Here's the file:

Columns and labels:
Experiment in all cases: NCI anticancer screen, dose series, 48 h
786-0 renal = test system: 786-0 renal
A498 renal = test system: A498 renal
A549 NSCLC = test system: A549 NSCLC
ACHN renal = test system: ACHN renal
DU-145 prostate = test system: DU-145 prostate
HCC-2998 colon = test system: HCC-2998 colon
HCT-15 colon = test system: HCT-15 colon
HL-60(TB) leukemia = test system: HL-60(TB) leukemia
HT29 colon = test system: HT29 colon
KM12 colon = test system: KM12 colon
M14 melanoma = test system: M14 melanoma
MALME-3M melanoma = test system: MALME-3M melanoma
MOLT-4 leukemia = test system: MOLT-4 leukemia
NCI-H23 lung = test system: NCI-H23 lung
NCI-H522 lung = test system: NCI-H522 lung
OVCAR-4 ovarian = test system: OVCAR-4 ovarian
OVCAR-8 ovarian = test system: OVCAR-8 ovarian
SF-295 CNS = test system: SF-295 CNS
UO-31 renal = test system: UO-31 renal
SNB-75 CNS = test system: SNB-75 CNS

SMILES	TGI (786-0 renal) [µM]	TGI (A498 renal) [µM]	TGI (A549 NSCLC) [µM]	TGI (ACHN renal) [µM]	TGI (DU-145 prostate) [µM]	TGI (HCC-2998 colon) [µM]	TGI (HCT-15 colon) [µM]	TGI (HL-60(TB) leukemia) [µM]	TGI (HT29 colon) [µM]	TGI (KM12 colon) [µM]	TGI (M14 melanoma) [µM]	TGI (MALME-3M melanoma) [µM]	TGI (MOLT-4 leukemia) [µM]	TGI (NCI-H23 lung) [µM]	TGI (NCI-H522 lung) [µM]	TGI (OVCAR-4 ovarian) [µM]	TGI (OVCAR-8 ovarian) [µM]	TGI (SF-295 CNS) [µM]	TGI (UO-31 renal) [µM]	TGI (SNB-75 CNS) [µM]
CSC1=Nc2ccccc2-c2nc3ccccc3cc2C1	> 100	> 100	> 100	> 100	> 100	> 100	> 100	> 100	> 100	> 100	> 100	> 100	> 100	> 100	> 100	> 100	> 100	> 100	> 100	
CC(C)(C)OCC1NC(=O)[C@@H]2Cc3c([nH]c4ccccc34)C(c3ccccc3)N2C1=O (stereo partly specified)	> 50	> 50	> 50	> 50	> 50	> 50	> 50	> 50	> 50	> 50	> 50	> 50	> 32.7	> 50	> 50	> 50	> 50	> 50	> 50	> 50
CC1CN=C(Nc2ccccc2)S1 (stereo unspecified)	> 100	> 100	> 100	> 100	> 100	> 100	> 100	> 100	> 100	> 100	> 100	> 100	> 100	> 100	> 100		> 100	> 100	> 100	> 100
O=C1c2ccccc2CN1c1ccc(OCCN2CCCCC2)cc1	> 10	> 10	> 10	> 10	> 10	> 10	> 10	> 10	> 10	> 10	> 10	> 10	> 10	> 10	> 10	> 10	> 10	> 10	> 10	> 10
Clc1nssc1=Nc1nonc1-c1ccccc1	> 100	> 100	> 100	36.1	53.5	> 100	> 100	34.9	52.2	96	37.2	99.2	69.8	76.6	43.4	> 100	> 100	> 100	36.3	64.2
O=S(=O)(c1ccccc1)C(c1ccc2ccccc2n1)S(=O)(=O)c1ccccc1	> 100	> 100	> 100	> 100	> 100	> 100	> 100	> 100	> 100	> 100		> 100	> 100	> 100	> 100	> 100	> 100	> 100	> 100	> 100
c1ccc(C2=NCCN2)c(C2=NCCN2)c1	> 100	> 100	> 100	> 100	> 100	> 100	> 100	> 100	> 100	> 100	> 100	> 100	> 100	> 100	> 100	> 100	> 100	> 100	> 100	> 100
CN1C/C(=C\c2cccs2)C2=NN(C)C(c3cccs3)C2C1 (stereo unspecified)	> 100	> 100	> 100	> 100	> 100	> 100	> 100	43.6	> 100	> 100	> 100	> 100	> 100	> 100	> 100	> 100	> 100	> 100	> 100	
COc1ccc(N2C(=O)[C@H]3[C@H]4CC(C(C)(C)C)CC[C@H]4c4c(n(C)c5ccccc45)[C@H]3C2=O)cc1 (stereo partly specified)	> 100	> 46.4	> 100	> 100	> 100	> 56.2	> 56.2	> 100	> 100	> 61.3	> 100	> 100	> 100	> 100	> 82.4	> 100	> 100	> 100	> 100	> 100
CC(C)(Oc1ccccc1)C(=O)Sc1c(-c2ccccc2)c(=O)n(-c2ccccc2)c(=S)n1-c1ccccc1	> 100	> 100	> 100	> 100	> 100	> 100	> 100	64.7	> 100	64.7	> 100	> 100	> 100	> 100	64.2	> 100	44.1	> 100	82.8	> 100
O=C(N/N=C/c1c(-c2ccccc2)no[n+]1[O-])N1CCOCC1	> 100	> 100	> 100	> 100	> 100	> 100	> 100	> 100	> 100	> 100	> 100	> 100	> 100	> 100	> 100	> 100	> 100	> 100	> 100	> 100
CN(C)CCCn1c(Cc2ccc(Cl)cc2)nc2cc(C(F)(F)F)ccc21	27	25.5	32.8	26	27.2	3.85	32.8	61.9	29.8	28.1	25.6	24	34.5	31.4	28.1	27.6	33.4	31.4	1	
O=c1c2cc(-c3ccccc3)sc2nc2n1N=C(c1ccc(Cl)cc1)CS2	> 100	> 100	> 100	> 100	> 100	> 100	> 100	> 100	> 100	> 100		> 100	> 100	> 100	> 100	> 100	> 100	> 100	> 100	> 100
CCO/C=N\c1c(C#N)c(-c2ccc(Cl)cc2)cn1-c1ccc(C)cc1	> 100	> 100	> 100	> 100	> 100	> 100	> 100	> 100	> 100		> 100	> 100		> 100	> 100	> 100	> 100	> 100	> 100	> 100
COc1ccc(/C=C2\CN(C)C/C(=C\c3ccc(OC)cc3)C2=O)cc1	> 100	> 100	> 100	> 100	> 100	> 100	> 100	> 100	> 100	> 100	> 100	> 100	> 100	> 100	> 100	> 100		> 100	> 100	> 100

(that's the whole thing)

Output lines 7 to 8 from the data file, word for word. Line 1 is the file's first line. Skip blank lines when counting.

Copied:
DU-145 prostate = test system: DU-145 prostate
HCC-2998 colon = test system: HCC-2998 colon